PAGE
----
Self-Updating Firmware - Anyone Done Anything Like This?

This is a long-shot, but I'll give it a go anyway...

I'm building a system that include a half-dozen or so Arduinos, with a daisy-chained serial connection through all of them. One of the Arduinos (at the head of the chain) is the "master". I'd like to be able to update the firmware in ALL of them, either one-at-a-time, or all-at-once, using the serial chain. I know it is possible to do this, but just wondering if anyone has seen or done anything along the same lines I can use as a starting point.

Speed is not a concern, reliability is, as updates would be rare, but performed by people having NO knowledge about the hardware or firmware.

What I envision is something like this:

The Arduinos are all 328's, on custom boards. Each would be runnign a custom boot-loader.

New firmware would be sent to the master via Bluetooth, or a dedicated serial connection. A command would be sent to one, or all, Arduinos, telling them to update their firmware. They would all then set an "updating" flag in EEPROM, to indicate the application firmware may be corrupt, then transfer control to the bootloader. The bootloader would see the "updating" flag is set, and enter a mode where it waits for new FLASH data from "up the chain". The new firmware would then be sent, byte-by-byte, to the master, and the master would transfer each byte "down the chain" to the other devices, probably with a confirmation from all devices after every 8 or 16 bytes. The data would be programmed into each devices FLASH by its bootloader. On completion, they would all send checksums/CRCs back to the master to confirm they all received correct images. The master would confirm the checksums and, if correct, issue a command telling them all to clear the "updating" flag and return to normal operation, now with the new application code loaded.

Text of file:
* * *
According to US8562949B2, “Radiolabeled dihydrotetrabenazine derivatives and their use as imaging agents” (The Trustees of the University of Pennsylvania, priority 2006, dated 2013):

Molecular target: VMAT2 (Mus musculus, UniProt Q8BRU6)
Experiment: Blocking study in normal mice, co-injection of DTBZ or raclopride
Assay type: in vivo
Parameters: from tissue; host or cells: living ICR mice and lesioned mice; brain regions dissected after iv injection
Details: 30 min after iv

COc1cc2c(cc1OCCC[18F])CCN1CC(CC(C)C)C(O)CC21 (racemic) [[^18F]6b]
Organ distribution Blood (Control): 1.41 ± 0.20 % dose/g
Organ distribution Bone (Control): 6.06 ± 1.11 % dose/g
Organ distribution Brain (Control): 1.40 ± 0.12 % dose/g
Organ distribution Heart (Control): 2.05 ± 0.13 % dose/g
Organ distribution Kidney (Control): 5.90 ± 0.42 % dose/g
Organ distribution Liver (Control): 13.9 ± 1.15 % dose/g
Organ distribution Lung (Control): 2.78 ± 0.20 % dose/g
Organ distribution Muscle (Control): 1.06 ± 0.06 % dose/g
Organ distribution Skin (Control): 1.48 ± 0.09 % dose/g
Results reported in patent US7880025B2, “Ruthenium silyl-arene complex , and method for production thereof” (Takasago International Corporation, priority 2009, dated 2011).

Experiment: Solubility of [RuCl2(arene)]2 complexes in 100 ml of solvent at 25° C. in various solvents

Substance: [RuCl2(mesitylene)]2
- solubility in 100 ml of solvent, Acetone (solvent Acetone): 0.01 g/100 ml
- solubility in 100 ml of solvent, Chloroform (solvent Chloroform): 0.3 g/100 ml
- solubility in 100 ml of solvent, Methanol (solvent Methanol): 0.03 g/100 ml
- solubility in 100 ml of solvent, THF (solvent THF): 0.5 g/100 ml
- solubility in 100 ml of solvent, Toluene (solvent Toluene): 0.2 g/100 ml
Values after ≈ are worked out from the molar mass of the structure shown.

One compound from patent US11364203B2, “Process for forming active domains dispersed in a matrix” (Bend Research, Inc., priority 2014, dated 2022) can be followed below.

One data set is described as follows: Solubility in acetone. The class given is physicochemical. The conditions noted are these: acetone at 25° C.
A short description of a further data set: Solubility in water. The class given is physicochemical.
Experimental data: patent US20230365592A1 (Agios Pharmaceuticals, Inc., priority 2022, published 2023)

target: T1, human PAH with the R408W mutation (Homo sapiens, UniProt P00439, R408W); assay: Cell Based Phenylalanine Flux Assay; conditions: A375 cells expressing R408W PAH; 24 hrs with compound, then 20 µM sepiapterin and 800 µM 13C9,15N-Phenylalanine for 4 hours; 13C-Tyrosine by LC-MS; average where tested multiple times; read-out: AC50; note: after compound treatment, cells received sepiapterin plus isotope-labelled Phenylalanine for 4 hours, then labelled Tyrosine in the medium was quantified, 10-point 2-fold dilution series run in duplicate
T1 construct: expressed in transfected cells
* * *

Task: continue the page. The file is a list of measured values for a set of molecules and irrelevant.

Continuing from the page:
Does that make sense? Is there anything remotely like that out there already?

I have my modified "Arduino Virus" code I could use as a starting point, but perhaps there is something closer to what I need already out there?

Ray L.

Not sure if they use a similar scheme, but there are several OTA (Over the Air) reprogramming of Arduino products that I have read about recently. I wasn't interested enough to note what they were, but you may get some clues as to how they do it by searching for them.